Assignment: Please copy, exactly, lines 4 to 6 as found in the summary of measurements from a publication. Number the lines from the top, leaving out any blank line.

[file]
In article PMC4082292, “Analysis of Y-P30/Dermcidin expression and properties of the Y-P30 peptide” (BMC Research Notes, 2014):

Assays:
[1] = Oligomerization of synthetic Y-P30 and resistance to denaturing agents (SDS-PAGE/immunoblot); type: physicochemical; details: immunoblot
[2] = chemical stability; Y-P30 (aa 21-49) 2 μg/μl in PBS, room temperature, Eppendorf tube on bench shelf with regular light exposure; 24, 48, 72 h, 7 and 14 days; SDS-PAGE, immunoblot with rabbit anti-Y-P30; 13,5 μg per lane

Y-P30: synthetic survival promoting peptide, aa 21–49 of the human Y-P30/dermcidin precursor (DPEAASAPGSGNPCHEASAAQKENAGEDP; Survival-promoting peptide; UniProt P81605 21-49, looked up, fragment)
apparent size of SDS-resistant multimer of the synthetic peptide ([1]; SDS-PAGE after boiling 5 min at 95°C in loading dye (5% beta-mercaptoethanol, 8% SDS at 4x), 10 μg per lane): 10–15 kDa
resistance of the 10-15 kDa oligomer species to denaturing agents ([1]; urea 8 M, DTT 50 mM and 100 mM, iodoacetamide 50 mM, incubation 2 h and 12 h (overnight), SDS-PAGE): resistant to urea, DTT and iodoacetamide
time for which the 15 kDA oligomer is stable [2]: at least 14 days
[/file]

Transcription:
[2] = chemical stability; Y-P30 (aa 21-49) 2 μg/μl in PBS, room temperature, Eppendorf tube on bench shelf with regular light exposure; 24, 48, 72 h, 7 and 14 days; SDS-PAGE, immunoblot with rabbit anti-Y-P30; 13,5 μg per lane

Y-P30: synthetic survival promoting peptide, aa 21–49 of the human Y-P30/dermcidin precursor (DPEAASAPGSGNPCHEASAAQKENAGEDP; Survival-promoting peptide; UniProt P81605 21-49, looked up, fragment)
apparent size of SDS-resistant multimer of the synthetic peptide ([1]; SDS-PAGE after boiling 5 min at 95°C in loading dye (5% beta-mercaptoethanol, 8% SDS at 4x), 10 μg per lane): 10–15 kDa